The rationale has done nothing to lessen unnecessary confusion about whether expert reconstruction testimony may be admitted where there is also an eye-witness, a concern here. (See M. Graham, Cleary Graham's Handbook of Illinois Evidence § 703.2, at 596 (6th ed. 1994).) Our appellate court has traced the problem to not entirely successful attempts to comply with statements found in Plank v. Holman (1970), 46 Ill.2d 465, and McGrath v. Rohde (1972), 53 Ill.2d 56. (See Augenstein v. Pulley (1989), 191 Ill. App.3d 664, 676-77.) Those cases stand simply for the principle that expert reconstruction testimony is proper, even where there is an eyewitness, if what the expert offers is "knowledge and application of principles of science beyond the ken of the average juror." ( Plank, 46 Ill. 2d at 471; see also Miller v. Pillsbury Co. (1965), 33 Ill.2d 514, 516.) The principle contains no hidden subtleties. Whether to admit expert reconstruction testimony, eyewitness or not, turns on the usual concerns of whether expert opinion testimony is appropriate generally. See Augenstein, 191 Ill. App. 3 d at 681; see Rios v. Navistar International Transportation Corp. (1990), 200 Ill. App.3d 526; see also Note, Evidence: The Role of Reconstruction Experts in Witnessed Accident Litigation, 22 DePaul L. Rev. 7, 13 (1972).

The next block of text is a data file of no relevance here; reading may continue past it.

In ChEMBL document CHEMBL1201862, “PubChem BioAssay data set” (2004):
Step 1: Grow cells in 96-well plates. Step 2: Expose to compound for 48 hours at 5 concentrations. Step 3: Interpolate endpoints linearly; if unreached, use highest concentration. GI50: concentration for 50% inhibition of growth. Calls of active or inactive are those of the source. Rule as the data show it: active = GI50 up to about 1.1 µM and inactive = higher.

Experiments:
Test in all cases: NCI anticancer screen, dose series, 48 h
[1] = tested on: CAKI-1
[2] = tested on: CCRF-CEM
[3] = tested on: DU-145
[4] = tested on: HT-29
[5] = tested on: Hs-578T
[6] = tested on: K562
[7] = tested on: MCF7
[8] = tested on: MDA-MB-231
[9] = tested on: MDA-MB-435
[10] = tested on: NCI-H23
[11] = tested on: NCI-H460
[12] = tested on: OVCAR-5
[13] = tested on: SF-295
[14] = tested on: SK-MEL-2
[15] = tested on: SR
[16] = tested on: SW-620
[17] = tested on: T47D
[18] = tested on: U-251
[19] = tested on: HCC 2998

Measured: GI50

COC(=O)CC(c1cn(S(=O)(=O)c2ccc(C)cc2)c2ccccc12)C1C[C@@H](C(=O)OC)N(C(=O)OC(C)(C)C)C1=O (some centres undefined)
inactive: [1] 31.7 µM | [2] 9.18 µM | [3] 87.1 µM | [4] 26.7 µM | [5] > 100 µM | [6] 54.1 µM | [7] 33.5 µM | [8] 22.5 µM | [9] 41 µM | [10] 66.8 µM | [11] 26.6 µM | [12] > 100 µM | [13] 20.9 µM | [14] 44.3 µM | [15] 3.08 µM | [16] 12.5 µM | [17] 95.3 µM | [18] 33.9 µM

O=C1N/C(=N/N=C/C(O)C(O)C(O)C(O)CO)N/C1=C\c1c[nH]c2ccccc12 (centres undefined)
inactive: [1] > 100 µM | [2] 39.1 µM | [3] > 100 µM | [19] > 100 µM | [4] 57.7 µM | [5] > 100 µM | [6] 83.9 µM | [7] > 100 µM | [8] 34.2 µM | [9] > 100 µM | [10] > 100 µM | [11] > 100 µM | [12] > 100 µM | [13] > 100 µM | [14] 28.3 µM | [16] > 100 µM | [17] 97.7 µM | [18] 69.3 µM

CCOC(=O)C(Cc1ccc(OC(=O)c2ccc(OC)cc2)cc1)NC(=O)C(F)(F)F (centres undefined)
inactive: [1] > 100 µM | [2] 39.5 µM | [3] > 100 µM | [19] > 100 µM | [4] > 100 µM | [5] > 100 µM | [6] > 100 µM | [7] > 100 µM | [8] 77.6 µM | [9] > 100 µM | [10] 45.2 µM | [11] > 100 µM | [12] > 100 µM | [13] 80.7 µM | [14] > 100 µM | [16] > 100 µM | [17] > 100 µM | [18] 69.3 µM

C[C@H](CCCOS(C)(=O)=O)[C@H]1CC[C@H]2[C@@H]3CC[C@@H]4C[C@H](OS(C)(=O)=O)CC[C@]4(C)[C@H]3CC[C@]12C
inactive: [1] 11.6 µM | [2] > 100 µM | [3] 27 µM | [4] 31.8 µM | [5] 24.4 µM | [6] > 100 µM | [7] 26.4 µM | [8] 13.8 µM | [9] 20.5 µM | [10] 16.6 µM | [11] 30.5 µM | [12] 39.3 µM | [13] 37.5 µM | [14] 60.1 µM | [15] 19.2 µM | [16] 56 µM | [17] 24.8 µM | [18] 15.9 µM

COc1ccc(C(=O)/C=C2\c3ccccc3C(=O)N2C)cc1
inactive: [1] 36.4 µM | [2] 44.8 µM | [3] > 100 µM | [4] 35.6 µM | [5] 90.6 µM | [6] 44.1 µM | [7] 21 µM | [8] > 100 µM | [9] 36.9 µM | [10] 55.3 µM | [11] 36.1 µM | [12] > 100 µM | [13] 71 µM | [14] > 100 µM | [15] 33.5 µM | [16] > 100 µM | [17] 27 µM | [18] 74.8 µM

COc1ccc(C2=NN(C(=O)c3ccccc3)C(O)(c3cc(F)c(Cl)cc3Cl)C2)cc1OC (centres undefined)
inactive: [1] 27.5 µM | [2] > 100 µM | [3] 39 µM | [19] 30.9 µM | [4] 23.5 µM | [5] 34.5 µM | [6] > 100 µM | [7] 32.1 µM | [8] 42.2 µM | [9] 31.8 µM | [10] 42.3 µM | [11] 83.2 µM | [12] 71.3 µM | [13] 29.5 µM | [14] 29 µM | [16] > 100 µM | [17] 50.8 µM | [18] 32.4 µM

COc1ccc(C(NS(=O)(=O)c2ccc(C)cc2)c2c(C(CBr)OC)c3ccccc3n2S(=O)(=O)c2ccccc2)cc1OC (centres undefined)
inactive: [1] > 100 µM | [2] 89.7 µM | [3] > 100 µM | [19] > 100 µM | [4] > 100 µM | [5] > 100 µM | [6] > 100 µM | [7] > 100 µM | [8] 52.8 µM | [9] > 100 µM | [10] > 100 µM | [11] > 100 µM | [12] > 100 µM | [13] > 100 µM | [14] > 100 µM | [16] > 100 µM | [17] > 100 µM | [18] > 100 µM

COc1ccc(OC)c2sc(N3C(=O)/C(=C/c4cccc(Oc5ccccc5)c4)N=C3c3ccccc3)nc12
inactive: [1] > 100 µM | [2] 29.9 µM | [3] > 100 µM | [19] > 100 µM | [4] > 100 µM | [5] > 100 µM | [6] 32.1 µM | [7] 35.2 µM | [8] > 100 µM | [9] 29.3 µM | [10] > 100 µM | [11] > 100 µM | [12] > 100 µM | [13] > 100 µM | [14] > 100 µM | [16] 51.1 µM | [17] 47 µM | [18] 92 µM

Caulfield's testimony was appropriate in this case. Caulfield possessed expertise in "human factors engineering," a study of the relationship of man to machinery, including human motor coordination and reaction time. His opinion as to how the accident happened focused on human factors and the nature of the reamer's operation. The information imparted by Caulfield was certainly "beyond the ken of the average juror" and was proper notwithstanding Zavala's own testimony. It is also of note that Zavala enjoyed the opportunity to present her own engineering expert, Willis. Such would provide a separate basis for allowing Caulfield's testimony. See Kelley v. American Motors Corp. (1985), 130 Ill. App.3d 662, 672.